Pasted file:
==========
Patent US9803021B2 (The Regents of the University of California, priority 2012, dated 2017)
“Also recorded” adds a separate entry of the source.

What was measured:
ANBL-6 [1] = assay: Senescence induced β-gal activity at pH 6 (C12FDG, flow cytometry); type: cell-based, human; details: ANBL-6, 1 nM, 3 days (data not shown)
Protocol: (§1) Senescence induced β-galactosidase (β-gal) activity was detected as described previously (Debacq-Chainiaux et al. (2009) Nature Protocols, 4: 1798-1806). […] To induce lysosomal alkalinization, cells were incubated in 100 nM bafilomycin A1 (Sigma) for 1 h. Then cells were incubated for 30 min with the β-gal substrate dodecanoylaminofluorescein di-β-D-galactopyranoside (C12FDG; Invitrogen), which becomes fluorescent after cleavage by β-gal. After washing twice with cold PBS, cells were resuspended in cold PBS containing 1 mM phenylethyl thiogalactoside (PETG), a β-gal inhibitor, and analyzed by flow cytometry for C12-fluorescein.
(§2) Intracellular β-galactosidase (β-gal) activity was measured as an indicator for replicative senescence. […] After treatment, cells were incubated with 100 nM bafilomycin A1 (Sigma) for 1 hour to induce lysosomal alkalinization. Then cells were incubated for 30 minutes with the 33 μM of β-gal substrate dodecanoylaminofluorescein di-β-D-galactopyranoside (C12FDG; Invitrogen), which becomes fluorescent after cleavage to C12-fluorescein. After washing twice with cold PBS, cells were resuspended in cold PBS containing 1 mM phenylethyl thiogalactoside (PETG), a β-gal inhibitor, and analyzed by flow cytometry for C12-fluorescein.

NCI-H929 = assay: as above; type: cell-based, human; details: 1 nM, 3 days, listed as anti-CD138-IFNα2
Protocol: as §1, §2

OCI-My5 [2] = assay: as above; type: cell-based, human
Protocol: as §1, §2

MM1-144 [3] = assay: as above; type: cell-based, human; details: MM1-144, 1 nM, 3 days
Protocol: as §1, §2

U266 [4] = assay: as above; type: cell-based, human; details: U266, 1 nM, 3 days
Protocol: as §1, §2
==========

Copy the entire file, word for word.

Patent US9803021B2 (The Regents of the University of California, priority 2012, dated 2017)
“Also recorded” adds a separate entry of the source.

What was measured:
ANBL-6 [1] = assay: Senescence induced β-gal activity at pH 6 (C12FDG, flow cytometry); type: cell-based, human; details: ANBL-6, 1 nM, 3 days (data not shown)
Protocol: (§1) Senescence induced β-galactosidase (β-gal) activity was detected as described previously (Debacq-Chainiaux et al. (2009) Nature Protocols, 4: 1798-1806). […] To induce lysosomal alkalinization, cells were incubated in 100 nM bafilomycin A1 (Sigma) for 1 h. Then cells were incubated for 30 min with the β-gal substrate dodecanoylaminofluorescein di-β-D-galactopyranoside (C12FDG; Invitrogen), which becomes fluorescent after cleavage by β-gal. After washing twice with cold PBS, cells were resuspended in cold PBS containing 1 mM phenylethyl thiogalactoside (PETG), a β-gal inhibitor, and analyzed by flow cytometry for C12-fluorescein.
(§2) Intracellular β-galactosidase (β-gal) activity was measured as an indicator for replicative senescence. […] After treatment, cells were incubated with 100 nM bafilomycin A1 (Sigma) for 1 hour to induce lysosomal alkalinization. Then cells were incubated for 30 minutes with the 33 μM of β-gal substrate dodecanoylaminofluorescein di-β-D-galactopyranoside (C12FDG; Invitrogen), which becomes fluorescent after cleavage to C12-fluorescein. After washing twice with cold PBS, cells were resuspended in cold PBS containing 1 mM phenylethyl thiogalactoside (PETG), a β-gal inhibitor, and analyzed by flow cytometry for C12-fluorescein.

NCI-H929 = assay: as above; type: cell-based, human; details: 1 nM, 3 days, listed as anti-CD138-IFNα2
Protocol: as §1, §2

OCI-My5 [2] = assay: as above; type: cell-based, human
Protocol: as §1, §2

MM1-144 [3] = assay: as above; type: cell-based, human; details: MM1-144, 1 nM, 3 days
Protocol: as §1, §2

U266 [4] = assay: as above; type: cell-based, human; details: U266, 1 nM, 3 days
Protocol: as §1, §2